Thursday, March 17, 2011 9:34 p.m.By Benjamin Standig
CSNwashington.comNCAA TOURNAMENT CENTRAL
WASHINGTON -- So much for Kemba Walker and the Connecticut Huskies being tired.
Whatever fear existed over the Big East Tournament champions not having maximum energy in their West Region opener against Bucknell afterlast week's epic runwent away quickly. Even with their super hero guard scoring a mere mortal six points before halftime, choosing instead to play the role of distributor, the Huskies led by 17 points.
And they were better after halftime. Fitting with Jim Calhoun reaching a coaching milestone in the lopsided win.
Walker must have found a phone booth inside the Verizon Center during intermission because he came back out with his scorer's swagger, yet still set a school and career-best in assists, and finished with a near triple-double. Connecticut opened the second half with a 23-5 run, ledby41 pointsand rolled to an 81-52 thrashing of Bucknell inThursday night's second round contest.
"Everybody's trying to say that this team is tired from those five games in five days, but there's no way we could be," said Walker, who eventually finished in his usual perch atop the list of Huskies scorers with 18 points. "This is the best tournament in the collegiate level and we just want to play basketball and get as far as possible."Right now for the third-seeded Huskies that means on Saturday playing fellow Big East program Cincinnati, winners over Missouri in the D.C. site's nightcap.The 6 foot 1 junior dished out 12 assists, establishing a career-high and breaking the school's record in a NCAA Tournament game. For good measure Walker also grabbed eight rebounds, swiped two steals and was perfect on six free throw attempts.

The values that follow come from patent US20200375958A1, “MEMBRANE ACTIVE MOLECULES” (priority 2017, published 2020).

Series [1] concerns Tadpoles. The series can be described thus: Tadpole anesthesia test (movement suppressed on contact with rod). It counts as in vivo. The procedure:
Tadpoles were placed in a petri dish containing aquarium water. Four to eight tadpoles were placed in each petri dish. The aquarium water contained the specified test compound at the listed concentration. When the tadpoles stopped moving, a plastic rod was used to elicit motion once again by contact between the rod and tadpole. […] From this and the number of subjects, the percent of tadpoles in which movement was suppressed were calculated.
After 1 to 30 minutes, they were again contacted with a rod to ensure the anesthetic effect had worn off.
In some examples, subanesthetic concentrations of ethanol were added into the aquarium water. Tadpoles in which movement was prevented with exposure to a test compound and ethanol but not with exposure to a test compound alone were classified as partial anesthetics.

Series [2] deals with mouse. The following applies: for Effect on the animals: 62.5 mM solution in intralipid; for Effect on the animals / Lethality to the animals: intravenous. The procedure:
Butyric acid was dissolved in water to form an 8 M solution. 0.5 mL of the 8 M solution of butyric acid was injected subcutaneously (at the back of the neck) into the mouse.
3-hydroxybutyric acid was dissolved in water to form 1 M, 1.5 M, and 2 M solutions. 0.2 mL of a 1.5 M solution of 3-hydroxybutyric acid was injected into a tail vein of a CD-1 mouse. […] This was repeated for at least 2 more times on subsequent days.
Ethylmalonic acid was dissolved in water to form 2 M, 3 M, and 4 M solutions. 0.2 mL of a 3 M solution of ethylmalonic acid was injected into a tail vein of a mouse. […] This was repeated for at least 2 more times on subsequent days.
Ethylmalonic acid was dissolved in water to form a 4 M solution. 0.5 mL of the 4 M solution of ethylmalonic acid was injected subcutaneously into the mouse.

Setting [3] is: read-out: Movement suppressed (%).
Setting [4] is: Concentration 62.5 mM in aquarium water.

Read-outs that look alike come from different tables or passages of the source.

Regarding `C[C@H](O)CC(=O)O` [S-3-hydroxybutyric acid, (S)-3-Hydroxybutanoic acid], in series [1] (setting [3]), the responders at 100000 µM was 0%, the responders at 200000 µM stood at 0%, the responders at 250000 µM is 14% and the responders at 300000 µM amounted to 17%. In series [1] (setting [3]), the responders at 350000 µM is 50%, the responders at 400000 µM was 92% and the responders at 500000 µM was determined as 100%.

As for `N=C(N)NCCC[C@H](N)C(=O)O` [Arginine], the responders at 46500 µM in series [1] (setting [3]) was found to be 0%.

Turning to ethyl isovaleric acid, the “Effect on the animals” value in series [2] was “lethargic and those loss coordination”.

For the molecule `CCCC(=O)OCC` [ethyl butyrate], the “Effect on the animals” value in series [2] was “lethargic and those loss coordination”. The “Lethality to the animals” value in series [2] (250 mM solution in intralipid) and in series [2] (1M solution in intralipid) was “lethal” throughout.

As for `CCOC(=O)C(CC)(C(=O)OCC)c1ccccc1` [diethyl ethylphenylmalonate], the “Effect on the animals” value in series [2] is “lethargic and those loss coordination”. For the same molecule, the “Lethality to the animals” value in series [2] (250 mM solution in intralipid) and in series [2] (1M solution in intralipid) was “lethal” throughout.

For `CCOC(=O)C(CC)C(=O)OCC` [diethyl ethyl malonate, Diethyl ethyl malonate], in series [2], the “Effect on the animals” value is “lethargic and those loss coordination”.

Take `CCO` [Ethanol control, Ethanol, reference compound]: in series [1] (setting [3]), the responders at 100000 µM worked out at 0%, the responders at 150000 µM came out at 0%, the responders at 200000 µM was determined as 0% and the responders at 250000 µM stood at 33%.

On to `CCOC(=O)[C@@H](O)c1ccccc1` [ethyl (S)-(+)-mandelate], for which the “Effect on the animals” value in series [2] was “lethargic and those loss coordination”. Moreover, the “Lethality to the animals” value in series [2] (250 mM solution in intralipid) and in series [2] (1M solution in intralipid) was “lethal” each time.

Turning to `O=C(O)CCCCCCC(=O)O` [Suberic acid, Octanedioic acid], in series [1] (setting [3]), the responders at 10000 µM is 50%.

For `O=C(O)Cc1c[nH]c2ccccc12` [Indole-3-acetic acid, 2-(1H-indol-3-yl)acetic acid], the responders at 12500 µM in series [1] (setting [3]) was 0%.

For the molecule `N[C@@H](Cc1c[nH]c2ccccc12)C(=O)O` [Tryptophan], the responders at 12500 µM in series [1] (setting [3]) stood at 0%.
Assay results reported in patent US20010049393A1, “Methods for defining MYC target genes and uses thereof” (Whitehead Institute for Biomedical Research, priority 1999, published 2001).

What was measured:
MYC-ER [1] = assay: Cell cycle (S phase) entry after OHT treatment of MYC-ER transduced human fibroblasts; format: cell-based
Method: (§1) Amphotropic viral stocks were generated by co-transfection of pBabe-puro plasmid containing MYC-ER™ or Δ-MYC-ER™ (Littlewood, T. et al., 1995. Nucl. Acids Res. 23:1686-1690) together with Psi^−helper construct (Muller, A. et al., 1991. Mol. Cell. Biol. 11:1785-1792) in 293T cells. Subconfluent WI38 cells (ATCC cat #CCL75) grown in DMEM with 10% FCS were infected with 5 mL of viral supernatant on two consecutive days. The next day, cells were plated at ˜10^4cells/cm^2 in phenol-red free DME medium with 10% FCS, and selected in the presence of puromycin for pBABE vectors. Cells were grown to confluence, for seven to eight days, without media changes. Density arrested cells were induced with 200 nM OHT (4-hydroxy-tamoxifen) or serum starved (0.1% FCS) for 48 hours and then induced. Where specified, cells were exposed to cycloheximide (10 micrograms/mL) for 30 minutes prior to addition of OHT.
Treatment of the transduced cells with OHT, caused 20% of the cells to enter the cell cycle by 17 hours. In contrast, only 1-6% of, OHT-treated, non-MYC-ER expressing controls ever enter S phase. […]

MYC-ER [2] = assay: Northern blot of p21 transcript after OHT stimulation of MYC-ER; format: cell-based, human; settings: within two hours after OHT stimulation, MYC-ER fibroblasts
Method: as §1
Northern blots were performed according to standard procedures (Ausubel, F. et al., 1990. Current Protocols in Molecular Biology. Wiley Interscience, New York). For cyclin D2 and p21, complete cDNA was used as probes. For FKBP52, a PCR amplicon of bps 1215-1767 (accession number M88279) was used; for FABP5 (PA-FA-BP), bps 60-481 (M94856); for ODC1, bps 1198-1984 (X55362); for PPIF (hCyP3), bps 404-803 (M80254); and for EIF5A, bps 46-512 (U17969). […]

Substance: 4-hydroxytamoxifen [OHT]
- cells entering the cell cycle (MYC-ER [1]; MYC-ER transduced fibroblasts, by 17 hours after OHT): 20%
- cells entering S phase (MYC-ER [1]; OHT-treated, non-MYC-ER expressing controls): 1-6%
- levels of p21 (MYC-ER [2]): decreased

"No, he didn't look tired tonight," said Bucknell guard Darryl Shazier. "We really didn't think of that as being a factor. But he's a great player, great quickness and he's a scorer, a great scorer."
Meanwhile the Huskies big men enveloped their Bison counterparts, holding Bucknell to a solitary offensive rebound. Alex Oriakhi snagged 12 rebounds and Connecticut finished with a 49-23 advantage on the glass, their second largest margin on the boards this season.
Oriakhi had five of the Huskies 13 offensive rebounds and finished with nine points. The sophomore center said he watched the earlier tournament gameson the hotel television before taking on the 14th seeded Bison. He acknowledged that seeing upset after upset led him to being "nervous" before tip-off.
"I didn't know what to expect," said Oriakhi, who had two of the Huskies six blocked shots, all coming in the first half. "But I'm just happy we pulled it off and won by a lot."
The Bison were not successful from the field even when their attempts did not get returned to sender, hitting on only 31.4 percent (16 for 51) of their tries overall. Mike Muscala led the Patriot League regular season and tournament champions with 14 points.During those first 20 minutes against the Bison, Walker was getting his younger teammates involved in what for most was their first NCAA Tournament action. Freshmen Roscoe Smith and Jeremy Lamb scored 17 and 16 points respectively and shot a combined 6 of 10 from beyond the arc.
"For a lot of these kids, everybody really except for Kemba, no one else had meaningful NCAA minutes, so it was important for him to kind of get his teammates involved in the game," said Calhoun, who became the sixth coach in Division I history to reach 850 victories. "And he did that as well as you're going to do it."In theironlyregular season meeting withCincinnati on February 27, Lamb led Connecticut with17 points and Walker finishedwith 16in a 67-59 road win.Lamb again led the Huskies in scoring the following game, but since then Walkerbeen the Huskies top point producer in seven straight contests, dating back to the regular seasonfinale against Notre Dame. Including their tournament winning efforts at Maui and in the Big East, the Huskies are now 9-0 in neutral site games this season.
Since the Huskies leading man showed off his versatility as scorer, passer and rebounder, perhaps his teammates have a favorite version?
"Obviously I like Kemba the assist man so I could score more," Oriakhi said.